Because of Gilman’s personal experience with the “rest cure,” it is not surprising that S. Weir Mitchell’s treatment plays a significant role in the context of the narrative. From the start of the story, the narrator is supposed to be suffering from neurasthenia, a disease that requires Weir Mitchell’s particular technique for nervousness. Yet, it is unclear if the narrator is actually ill, or if the “rest cure” treatment causes her to go insane. Gilman’s argument is that a treatment that requires complete inactivity is ultimately far more detrimental to a woman suffering from a minor anxiety disorder. Significantly, according to Gilman’s autobiography, she sent a copy of “The Yellow Wallpaper” to Weir Mitchell, and he subsequently changed his treatment for neurasthenia.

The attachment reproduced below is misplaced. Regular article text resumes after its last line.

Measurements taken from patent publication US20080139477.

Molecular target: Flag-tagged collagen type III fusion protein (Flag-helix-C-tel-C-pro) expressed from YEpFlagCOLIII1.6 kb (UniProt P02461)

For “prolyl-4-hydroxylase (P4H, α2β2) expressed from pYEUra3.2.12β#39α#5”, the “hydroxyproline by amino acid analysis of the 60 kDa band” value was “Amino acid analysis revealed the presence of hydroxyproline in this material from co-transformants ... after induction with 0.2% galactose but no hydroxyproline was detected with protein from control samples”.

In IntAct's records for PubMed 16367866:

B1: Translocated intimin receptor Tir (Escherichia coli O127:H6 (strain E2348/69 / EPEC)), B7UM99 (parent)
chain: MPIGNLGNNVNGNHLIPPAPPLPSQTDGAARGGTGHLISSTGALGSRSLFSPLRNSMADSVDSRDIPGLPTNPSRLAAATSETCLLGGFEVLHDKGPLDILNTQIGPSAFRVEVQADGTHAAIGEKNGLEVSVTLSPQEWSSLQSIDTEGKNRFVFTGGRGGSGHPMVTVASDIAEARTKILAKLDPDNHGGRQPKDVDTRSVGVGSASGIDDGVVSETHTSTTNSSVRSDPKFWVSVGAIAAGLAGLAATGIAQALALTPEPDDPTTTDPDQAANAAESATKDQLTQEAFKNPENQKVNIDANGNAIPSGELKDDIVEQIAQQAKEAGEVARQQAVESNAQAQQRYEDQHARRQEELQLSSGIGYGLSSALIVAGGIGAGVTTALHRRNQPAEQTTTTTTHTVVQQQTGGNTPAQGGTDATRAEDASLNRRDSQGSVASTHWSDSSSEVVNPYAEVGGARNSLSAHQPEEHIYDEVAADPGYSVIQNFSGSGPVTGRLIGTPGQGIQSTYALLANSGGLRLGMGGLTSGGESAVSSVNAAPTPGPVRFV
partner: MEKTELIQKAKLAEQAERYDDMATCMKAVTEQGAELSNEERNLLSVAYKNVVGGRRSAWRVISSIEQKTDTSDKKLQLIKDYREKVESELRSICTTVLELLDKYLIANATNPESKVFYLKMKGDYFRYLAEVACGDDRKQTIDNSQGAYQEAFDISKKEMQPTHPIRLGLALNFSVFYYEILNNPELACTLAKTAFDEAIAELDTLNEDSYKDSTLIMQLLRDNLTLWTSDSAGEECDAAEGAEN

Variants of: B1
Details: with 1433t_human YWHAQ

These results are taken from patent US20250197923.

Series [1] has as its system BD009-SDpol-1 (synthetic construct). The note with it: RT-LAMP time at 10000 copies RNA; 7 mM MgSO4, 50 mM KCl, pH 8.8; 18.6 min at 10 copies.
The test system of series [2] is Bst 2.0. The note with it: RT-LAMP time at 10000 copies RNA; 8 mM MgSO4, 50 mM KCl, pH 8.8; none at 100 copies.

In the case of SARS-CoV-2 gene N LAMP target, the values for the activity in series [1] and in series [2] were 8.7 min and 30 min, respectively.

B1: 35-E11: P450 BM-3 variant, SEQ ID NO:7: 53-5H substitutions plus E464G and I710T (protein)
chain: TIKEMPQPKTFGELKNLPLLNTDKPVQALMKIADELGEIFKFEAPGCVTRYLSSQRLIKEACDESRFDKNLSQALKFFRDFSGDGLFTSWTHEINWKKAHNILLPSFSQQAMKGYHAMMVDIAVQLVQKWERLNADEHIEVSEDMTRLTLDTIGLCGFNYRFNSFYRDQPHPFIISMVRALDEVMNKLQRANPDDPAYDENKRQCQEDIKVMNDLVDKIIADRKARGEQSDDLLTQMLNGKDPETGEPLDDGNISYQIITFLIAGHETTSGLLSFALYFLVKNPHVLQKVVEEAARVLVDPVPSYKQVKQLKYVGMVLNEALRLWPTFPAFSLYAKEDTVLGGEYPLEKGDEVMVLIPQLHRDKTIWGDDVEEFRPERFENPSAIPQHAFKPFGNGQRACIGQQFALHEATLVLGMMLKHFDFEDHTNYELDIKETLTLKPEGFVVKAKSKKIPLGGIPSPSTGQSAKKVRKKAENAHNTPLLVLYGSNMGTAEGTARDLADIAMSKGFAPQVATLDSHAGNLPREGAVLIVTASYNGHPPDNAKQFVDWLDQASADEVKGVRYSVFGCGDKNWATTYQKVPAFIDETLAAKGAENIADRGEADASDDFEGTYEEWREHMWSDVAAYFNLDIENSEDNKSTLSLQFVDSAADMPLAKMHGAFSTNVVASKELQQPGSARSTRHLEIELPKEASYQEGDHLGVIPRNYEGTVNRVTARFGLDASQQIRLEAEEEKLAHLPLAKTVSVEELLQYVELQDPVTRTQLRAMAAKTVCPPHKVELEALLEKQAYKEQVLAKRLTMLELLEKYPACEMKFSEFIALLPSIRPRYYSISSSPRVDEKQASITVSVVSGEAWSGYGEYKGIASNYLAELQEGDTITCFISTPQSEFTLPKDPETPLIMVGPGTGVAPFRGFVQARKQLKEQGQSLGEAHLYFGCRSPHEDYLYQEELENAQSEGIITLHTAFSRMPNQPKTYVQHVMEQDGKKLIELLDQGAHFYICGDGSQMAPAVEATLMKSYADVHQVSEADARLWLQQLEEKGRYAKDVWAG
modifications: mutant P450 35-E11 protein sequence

Beyond the “rest cure,” Gilman also criticizes any sort of medical treatment in which the personal opinion of the patient is not considered. Although the narrator repeatedly asks John to change the treatment over the course of the story, he refuses to acknowledge her requests, believing that he had total authority over the situation. This is also a reflection of the society conditions of the time, but either way, John abuses his power as both a husband and physician and forces the narrator to remain in an oppressive situation from which her only escape is insanity.
Role of Women in the 19th Century